A Bosnian "Romeo and Juliette," war, romance, trouble -- Angelina Jolie's directorial debut movie, which had seemed to be in political trouble, is expected to get a new permit to film in Bosnia after officials revoked the initial one over concerns about the script, a local producer told ABCNews.com today.
"We were promised by the Ministry of Culture that the permit will be issued on Monday. It was supposed to be done on Friday, but now it is sure to happen on Monday," Edin Sarkic, director of Scout, the Bosnian production house working on the movie said.
Jolie is expected to arrive in Bosnia in late November to begin filming the movie, Sarkic said.
The movie currently only has the working title, "Untitled Love Story," Scout production unit manager Ensar Halilovic said.
Although no celebrity has done more to to try to soothe the wounds in the Balkans, Angelina Jolie found herself in the difficult position of reopening those wounds with her new project, which is set against the backdrop of Bosnian war.
Jolie is writing, directing and producing the film, which features a local cast but not the actress herself. The movie has begun shooting in Hungary and is set to move its cameras to Sarajevo and outskirts of Zenica in November.
But after word began to circulate that the film would depict not only the rape of a Bosnian Muslim woman by a Serb but also a romance between the two, a backlash erupted.
Bakira Hasecic, a rape victim and president of the Women Victims of War Association in Sarajevo, lodged a protest with the minister of culture, objecting to the romantic plotline.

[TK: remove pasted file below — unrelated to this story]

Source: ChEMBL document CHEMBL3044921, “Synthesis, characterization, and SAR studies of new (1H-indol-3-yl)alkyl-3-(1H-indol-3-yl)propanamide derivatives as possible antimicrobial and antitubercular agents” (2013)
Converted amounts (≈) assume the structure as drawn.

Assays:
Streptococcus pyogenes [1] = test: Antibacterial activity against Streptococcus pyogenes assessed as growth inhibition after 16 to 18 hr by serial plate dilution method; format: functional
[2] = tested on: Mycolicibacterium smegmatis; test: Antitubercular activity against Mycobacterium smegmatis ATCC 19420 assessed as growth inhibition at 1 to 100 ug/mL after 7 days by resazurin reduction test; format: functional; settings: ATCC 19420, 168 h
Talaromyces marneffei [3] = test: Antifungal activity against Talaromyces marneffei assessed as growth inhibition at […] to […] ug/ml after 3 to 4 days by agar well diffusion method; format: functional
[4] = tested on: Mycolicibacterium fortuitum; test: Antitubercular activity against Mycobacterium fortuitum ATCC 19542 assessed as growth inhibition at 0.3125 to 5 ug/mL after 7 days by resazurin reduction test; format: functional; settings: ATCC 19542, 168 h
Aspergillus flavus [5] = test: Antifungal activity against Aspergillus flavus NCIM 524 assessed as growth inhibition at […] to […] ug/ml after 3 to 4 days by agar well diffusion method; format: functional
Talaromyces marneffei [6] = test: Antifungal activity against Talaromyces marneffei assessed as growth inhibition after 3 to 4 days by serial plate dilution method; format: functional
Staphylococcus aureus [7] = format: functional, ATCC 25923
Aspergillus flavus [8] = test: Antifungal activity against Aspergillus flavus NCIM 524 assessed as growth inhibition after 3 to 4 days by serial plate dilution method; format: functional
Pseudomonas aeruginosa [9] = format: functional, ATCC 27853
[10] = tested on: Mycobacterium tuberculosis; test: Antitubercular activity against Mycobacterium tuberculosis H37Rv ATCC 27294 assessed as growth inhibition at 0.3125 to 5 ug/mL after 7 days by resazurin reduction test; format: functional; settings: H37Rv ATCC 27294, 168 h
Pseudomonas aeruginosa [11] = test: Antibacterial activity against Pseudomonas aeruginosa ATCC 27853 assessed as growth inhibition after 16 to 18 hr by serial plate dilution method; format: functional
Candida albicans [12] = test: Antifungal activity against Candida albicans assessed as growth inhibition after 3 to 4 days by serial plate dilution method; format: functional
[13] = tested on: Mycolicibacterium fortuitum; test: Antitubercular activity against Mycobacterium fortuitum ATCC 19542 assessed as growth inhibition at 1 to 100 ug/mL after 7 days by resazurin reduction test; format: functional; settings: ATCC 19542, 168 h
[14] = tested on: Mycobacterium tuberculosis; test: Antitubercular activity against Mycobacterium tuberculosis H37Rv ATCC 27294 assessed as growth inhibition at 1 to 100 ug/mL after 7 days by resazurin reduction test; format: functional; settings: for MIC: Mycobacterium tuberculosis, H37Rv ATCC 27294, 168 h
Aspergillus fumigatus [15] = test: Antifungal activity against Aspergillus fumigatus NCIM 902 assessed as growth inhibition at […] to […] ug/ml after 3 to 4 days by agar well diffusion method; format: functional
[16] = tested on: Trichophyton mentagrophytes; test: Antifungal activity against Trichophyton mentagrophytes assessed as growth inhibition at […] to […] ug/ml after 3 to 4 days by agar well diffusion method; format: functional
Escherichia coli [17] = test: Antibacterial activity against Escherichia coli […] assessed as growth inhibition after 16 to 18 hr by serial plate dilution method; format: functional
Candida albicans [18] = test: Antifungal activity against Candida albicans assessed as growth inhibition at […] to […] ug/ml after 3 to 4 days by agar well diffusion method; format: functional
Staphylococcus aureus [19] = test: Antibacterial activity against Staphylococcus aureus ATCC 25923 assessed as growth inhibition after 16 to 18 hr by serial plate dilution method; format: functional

The ministry then realized that it had not gotten a copy of the movie script, as is required by Bosnian law, but only a synopsis of the plot, and it revoked the shooting permit. It is currently examining whether Jolie's production will be allowed to shoot in Bosnia.
Hasecic acknowledged that she has read only a five-or-six-sentence description of the plot, which she received from the minister of culture for the Muslim Croat Federation of Bosnia, but that was enough to prompt her outrage.
"I only know that the synopsis says that the love was born between the Serb commander of the camp and a Bosnian Muslim woman," Hasecic told ABCNews. "If this is really what the script says, then this cannot not be true, even in a fiction movie."
Hasecic added that her group wanted to meet with Jolie but had no feedback.
Jolie has so far resisted giving specifics about the movie's plot, but said she was aware of the still-raw emotions.
"Obviously any dramatic interpretation will always fail those who have had a real experience. This is not a documentary," she said in a statement. "There are many twists in the plot that address the sensitive nature of the relationship between the main characters and that will be revealed once the film is released. My hope is that people will hold judgment until they have seen the film."
Other A-list celebrities who have worked in Bosnia on films about the war include Woody Harrelson and Marisa Tomei, who starred in "Welcome to Sarajevo," and Richard Gere and Terence Howard in "The Hunting Party."
Jolie has a high profile position in the Balkans, serving as a goodwill ambassador for UNHCR. She visited Bosnia with her partner Brad Pitt in April, to assist thousands of the people who remain displaced 15 years after the war ended.